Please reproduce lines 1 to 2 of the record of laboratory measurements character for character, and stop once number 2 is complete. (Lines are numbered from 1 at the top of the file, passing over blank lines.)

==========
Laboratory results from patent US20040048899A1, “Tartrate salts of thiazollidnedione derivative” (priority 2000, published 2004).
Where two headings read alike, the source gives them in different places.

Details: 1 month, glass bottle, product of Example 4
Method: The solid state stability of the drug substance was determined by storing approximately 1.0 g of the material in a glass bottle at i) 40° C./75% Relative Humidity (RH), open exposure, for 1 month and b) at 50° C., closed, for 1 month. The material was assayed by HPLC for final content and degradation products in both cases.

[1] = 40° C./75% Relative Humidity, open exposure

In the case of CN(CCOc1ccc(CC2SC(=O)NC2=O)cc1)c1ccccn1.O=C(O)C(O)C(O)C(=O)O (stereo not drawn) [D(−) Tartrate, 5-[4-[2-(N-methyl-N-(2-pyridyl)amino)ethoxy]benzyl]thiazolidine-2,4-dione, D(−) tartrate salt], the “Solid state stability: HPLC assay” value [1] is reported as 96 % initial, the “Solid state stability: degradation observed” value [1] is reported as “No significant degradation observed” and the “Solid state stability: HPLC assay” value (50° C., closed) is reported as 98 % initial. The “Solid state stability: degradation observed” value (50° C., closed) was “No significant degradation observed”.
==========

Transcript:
Laboratory results from patent US20040048899A1, “Tartrate salts of thiazollidnedione derivative” (priority 2000, published 2004).
Where two headings read alike, the source gives them in different places.